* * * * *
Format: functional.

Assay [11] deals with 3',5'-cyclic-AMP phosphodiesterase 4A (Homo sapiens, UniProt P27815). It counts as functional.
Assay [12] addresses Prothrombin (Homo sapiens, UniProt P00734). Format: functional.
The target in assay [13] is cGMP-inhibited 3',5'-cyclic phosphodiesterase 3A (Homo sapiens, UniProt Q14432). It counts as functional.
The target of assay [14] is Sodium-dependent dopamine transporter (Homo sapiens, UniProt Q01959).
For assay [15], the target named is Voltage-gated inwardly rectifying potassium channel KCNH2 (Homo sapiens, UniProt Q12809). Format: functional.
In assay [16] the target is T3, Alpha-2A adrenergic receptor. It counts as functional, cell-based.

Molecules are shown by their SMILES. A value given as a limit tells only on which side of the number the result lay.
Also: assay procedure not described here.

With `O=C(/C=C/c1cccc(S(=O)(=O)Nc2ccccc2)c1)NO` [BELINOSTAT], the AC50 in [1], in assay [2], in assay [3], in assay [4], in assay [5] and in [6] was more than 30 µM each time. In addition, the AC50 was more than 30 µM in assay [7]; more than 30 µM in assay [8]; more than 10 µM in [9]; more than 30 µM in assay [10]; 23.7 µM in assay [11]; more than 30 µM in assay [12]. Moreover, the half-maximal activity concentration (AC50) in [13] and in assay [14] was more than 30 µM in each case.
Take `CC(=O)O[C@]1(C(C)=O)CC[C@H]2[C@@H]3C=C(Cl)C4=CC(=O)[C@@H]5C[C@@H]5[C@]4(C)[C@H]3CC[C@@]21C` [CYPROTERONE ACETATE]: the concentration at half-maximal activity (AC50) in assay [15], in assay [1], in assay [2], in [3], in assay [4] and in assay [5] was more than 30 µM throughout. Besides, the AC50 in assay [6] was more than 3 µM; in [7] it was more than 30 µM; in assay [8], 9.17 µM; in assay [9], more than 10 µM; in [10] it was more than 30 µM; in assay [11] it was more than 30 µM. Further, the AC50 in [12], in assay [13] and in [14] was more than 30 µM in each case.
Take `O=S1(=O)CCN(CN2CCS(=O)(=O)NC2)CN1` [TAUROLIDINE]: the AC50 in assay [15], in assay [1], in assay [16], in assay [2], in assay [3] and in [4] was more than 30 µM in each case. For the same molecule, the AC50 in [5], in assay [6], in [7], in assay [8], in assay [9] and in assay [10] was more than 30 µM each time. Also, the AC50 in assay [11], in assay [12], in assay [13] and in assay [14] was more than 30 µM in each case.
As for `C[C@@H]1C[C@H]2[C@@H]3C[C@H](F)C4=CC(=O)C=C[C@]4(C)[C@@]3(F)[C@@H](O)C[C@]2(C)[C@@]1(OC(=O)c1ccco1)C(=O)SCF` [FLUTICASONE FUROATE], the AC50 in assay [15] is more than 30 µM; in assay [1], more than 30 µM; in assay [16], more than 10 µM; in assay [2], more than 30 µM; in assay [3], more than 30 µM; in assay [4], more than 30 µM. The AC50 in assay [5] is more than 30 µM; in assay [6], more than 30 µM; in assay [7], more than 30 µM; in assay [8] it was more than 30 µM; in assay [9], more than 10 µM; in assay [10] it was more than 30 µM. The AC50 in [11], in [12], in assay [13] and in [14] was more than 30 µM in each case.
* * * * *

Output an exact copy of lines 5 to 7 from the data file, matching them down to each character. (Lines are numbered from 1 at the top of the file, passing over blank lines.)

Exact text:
The target of assay [14] is Sodium-dependent dopamine transporter (Homo sapiens, UniProt Q01959).
For assay [15], the target named is Voltage-gated inwardly rectifying potassium channel KCNH2 (Homo sapiens, UniProt Q12809). Format: functional.
In assay [16] the target is T3, Alpha-2A adrenergic receptor. It counts as functional, cell-based.